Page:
To the Editor:
We were greatly interested in the recent article of Combes et al. 1that prospectively validated a prehospital difficult-intubation algorithm. In this clinical study, the tracheal intubation with direct laryngoscope proved impossible in 160 patients. However, of these 160 patients, 15 had a laryngeal view of the Cormack and Lehane (C&L) class I or II, which is generally regarded as an easy laryngoscopy.2The ease of direct laryngoscopy is not synonymous with ease of tracheal intubation, but the laryngeal view obtained by direct laryngoscopy usually is an important determinant of successful intubation. We would like to know the detailed cause of failed intubation in these patients with an easy laryngoscopy. Moreover, the authors did not clearly describe whether their algorithm required for use of an endotracheal tube with a malleable stylet at the initial intubation attempt. In managing difficult intubation, mounting the endotracheal tube onto a stylet and angling the distal tip upward help to guide the tube tip toward the glottis and improve the success rate of tracheal intubation.3This measure is especially useful when a poor laryngeal view is obtained during direct laryngoscopy or when using a flexible endotracheal tube without a natural anterior curve. In general, when speed of tracheal intubation is important (as in a patient with a full stomach or chest compression), an endotracheal tube should always be equipped with a stylet.4
In this difficult-intubation management algorithm, the authors recommended that if the tracheal intubation failed after either two attempts with a C&L class less than IV or a single attempt with a C&L class IV, along with optimal upper airway and head manipulations, the participants were requested to move to the next step of the algorithm, the gum elastic bougie (GEB). GEB-guided intubation was used as first choice and the intubating laryngeal mask airway (ILMA) as a backup. However, what usually determines the successful intubation with the GEB is part or complete visualization of the epiglottis with or without laryngeal structure. For an intubator who has no extensive experience in the GEB-guided intubation, if direct laryngoscopy can not expose any epiglottic structure as an objective mark (e.g. , C&L class IV), blindly inserting the GEB into the trachea will be very difficult. In clinical practice, the GEB-guided intubation is really most suitable for patients with a C&L class less than IV.5Thus, we consider that in their difficult-intubation management algorithm, the rescue step to use the GEB-guided intubation as first choice may be suitable only for the patients with a C&L class less than IV. After a single intubation attempt failed in patients with a C&L class IV, the rescue airway algorithm should move directly to the step that uses the ILMA to ventilate the patients and then to intubate the trachea, but not to the step that attempts reintubation with the GEB because it has high risks of failed intubation and increased airway trauma. For this situation, we completely agree with the editorial view of Drs. Isono and Ishikawa that maintenance of oxygenation is the final goal of airway management.6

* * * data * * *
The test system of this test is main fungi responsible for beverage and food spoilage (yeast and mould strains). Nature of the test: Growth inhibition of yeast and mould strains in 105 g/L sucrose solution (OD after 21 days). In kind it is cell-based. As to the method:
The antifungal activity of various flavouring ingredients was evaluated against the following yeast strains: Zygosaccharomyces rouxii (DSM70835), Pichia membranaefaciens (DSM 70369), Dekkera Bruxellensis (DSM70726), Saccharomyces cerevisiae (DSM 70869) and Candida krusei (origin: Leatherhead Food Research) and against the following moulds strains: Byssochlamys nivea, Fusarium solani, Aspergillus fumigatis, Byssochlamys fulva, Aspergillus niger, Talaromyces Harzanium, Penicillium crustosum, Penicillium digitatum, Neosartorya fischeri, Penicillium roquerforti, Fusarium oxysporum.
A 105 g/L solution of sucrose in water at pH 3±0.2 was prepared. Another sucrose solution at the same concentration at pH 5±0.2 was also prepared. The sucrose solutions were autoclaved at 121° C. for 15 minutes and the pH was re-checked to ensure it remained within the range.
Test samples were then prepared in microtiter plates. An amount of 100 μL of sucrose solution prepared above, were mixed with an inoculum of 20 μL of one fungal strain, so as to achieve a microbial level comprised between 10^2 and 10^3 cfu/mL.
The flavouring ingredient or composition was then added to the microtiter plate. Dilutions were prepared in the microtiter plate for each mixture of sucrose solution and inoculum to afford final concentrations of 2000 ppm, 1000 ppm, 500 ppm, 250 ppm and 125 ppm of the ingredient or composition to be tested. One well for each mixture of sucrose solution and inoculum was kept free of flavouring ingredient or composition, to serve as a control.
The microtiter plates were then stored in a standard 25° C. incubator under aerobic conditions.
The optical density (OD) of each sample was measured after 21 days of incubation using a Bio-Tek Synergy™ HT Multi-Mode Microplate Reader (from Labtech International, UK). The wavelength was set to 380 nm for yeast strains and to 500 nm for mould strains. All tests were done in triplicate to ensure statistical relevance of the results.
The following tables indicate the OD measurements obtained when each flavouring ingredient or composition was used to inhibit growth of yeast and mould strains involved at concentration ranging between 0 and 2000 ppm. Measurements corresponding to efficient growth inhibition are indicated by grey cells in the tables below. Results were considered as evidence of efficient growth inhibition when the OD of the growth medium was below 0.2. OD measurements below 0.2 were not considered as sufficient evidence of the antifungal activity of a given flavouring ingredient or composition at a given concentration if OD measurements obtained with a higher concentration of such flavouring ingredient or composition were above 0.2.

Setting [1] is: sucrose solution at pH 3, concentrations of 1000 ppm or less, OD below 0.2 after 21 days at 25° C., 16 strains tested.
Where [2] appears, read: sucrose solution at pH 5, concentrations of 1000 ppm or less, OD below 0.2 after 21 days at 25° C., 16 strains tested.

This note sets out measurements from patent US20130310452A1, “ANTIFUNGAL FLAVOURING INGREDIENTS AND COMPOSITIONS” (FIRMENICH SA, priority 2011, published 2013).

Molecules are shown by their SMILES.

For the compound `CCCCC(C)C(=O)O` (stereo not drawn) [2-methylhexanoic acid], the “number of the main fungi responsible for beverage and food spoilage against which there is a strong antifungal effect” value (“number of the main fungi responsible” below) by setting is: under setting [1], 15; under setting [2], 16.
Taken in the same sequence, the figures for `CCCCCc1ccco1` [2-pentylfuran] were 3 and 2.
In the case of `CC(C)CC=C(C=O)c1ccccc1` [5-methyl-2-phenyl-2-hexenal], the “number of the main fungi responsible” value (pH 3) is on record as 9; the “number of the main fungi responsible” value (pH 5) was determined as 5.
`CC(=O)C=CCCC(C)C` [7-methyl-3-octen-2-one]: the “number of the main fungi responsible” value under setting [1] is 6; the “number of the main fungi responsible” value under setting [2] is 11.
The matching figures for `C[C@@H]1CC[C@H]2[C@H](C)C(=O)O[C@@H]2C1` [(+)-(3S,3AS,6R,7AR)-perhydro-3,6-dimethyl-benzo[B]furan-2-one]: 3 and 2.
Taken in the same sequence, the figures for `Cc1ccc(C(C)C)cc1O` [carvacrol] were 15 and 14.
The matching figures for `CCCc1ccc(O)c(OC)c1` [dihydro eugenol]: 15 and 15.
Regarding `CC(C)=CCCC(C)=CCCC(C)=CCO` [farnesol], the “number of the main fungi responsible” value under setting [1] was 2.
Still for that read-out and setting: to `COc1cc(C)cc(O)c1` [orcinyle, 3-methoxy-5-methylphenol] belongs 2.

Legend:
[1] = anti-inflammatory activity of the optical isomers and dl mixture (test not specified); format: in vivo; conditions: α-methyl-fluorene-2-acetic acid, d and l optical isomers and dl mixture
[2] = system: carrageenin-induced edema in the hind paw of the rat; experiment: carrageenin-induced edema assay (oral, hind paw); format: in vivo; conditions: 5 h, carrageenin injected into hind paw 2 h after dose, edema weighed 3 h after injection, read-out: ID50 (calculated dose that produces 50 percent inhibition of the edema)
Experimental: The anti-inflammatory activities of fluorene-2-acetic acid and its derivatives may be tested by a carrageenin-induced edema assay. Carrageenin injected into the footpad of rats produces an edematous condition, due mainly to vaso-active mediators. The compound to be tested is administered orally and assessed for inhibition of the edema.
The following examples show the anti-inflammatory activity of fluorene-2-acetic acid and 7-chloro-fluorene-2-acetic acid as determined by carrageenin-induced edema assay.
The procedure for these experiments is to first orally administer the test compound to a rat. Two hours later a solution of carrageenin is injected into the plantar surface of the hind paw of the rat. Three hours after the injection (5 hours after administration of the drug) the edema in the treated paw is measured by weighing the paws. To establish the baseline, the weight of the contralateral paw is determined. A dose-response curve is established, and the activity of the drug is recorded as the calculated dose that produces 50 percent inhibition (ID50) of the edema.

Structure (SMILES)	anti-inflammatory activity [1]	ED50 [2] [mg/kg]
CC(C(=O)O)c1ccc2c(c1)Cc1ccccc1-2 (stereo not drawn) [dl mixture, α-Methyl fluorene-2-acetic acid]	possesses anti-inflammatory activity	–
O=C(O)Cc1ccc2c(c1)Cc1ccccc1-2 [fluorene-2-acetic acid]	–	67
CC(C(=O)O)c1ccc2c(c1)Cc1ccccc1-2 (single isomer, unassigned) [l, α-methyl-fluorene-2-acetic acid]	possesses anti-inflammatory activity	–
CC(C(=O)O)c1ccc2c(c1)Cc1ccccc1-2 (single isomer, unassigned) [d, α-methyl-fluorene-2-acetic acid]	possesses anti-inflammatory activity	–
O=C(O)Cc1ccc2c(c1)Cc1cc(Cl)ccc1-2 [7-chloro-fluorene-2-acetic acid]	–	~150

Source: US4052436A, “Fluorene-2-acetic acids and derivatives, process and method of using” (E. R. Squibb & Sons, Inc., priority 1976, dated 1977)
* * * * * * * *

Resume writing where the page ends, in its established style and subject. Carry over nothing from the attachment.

The authors did not clearly state the type of the ILMA used for this difficult-intubation management algorithm. When an ILMA is used as a rescue airway device in the prehospital setting, we recommend use of the ILMA CTrach™ (Laryngeal Mask Company Limited, San Diego, CA) with the integrated fiberoptic channels and a detachable liquid crystal display viewer, rather than the ILMA Fastrach™ (Laryngeal Mask Company Limited). It has been shown that compared with the ILMA Fastrach™, the ILMA CTrach™ can enable a higher first-attempt success rate of tracheal intubation because of the view of the glottis it provides, the way it optimizes placement of the device, and the ability to observe the process of tracheal intubation through the device.7In addition, data from the study of Nickel et al. 8suggest that the ILMA CTrach™ is a suitable device for emergency airway management in the prehospital setting because it provides ventilation and facilitates intubation with a very high success rate.
*Plastic Surgery Hospital, Chinese Academy of Medical Sciences and Peking Union Medical College, Beijing, People's Republic of China. firstname.lastname@example.org